Diabetes is becoming one of the most common, expensive and devastating chronic diseases locally and globally. Worldwide, over 460 million people are living with diabetes. With the increasing numbers of obesity and poor lifestyle choices, the World Health Organization (WHO) estimates that these numbers are projected to increase greatly and that deaths due to diabetes and its complications will double by 2030. That’s 10 short years! During November, we will highlight diabetes, and bring awareness to World Diabetes Day – November 14.
In The Bahamas, there are approximately 46,400 or 11.6 percent of the population living with diabetes and an additional 27,200 or 6.8 percent with pre-diabetes. The 2019 STEPS survey also tells us that most, or 55.3 percent of, persons diagnosed with diabetes do not take their medication regularly. This is of grave concern because we know uncontrolled diabetes often results in devastating complications such as blindness, kidney failure, amputations and early death. In the past year, 32.7 percent of diabetics had their eye and 23.9 percent had their feet examined. Diabetes remains one of the top leading causes of death and disability in The Bahamas. It is estimated that more than 1,000 amputations are performed annually and countless others have non-healing ulcers that steal their time, joy and quality of life.
How diabetes affects your feet
Uncontrolled or poorly controlled diabetes leads to high blood sugar levels over time, which can have detrimental effects on the feet and many other organs in the body including the heart, eyes, and kidneys. Diabetes affects all aspect of the foot – the skin, its structure (shape) and how it works. These changes put all diabetics at high risk for foot complications such as ulcers that take a long time to, or never, heal leading to infections and even amputations. That’s why we always say diabetic foot equals high risk foot. In five years, more people will die after having diabetic foot ulcers or lower limb amputation than people dying from prostate cancer, breast cancer or Hodgkin’s lymphoma.
Damage to the blood vessels can lead to peripheral arterial disease (PAD), or poor blood flow to the feet. This decreased blood flow to the leg and foot will cause poor healing if there is a cut or sore on the foot. If there is an infection, it will take a long time to treat because there is not enough blood to take the medicine down to the foot to kill the bacteria. Low blood flow can also lead to gangrene and result in an amputation.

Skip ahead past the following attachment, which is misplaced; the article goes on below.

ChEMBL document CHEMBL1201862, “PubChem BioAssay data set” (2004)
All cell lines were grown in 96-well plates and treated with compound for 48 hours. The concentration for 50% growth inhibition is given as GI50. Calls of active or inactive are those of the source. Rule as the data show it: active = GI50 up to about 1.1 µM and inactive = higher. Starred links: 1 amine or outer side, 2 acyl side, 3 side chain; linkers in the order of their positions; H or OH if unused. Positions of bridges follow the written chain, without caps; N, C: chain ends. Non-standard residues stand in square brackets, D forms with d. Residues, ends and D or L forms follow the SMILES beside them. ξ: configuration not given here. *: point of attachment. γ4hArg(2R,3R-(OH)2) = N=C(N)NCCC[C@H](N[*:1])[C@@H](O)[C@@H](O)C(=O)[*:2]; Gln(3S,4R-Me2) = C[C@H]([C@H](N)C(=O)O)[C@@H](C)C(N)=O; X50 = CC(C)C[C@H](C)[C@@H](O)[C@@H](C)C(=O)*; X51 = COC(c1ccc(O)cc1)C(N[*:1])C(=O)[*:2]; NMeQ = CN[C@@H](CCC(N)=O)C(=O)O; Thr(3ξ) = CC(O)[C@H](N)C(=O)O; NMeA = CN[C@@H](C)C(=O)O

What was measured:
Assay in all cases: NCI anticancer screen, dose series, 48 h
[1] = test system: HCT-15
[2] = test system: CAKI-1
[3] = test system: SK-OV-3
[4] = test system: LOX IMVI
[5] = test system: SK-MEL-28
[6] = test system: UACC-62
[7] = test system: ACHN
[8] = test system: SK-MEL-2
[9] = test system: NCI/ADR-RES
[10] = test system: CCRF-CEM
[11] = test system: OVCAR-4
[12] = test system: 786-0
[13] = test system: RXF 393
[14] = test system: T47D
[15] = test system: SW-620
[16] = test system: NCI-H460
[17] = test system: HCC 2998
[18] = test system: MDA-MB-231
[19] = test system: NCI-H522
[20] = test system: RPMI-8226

Chronic high sugar levels can cause nerve damage that interferes with its ability to sense pain and temperature. This damage to the nerves can lead to diabetic peripheral neuropathy (diabetic nerve pain), loss of feeling and numbness, tingling and burning in the feet. Loss of feeling to the foot puts the diabetic at risk for injury to the feet and persons may not feel their foot was injured allowing the wound to progress and get infected. There is also decreased ability to feel temperature changes with neuropathy. This is the reason why diabetics should never walk barefoot or soak their feet in hot water to prevent burns and injury.
High sugar also gets into the tendons and ligaments making them tight, joints stiff and not move as freely. The shape of the foot can also change leading to deformities such as hammer toes and bunions. A more serious change is when the middle part of the foot (arch) collapses and the bone can push under the foot – this is called Charcot foot. All these changes increase pressure on the foot and the risk of developing foot ulcers.
The temperature control on the feet do not work well either, causing decreased sweating, leading to very dry, cracked skin that can become deeper, develop into ulcers and get infected.
Diabetic foot complications are one of the most common causes of hospitalizations and deaths in people with diabetes. Neuropathy and PAD are the most common reasons why people with diabetes develop ulcers. Most times, people will have some type of injury to the foot, even a small one, that causes the downhill spiral toward ulcers and amputation. It is estimated that 45 to 85 percent of all these amputations can be prevented. An important first step in doing that is understanding how uncontrolled diabetes affect the feet and making a commitment to getting your diabetes under control. Persons with controlled diabetes and HbA1c below seven percent have very low risk of complications. Recognizing that diabetes puts the feet at high risk for injury, infection and amputation is sobering – but knowing that they can be prevented, should encourage diabetics and their families to take control of their diabetes and take special care of their feet.
• For more information on foot conditions, visit www.apma.org, healthcentral.com, or email us at firstname.lastname@example.org. To see a podiatrist, visit Bahamas Foot Centre, Rosetta Street, or telephone 325-2996 for an appointment at Bahamas Surgical Associates Centre, Hilltop Medical, or call 394-5820 for an appointment. You can also visit Lucayan Medical Centre in Freeport, Grand Bahama, or telephone 373-7400 for an appointment.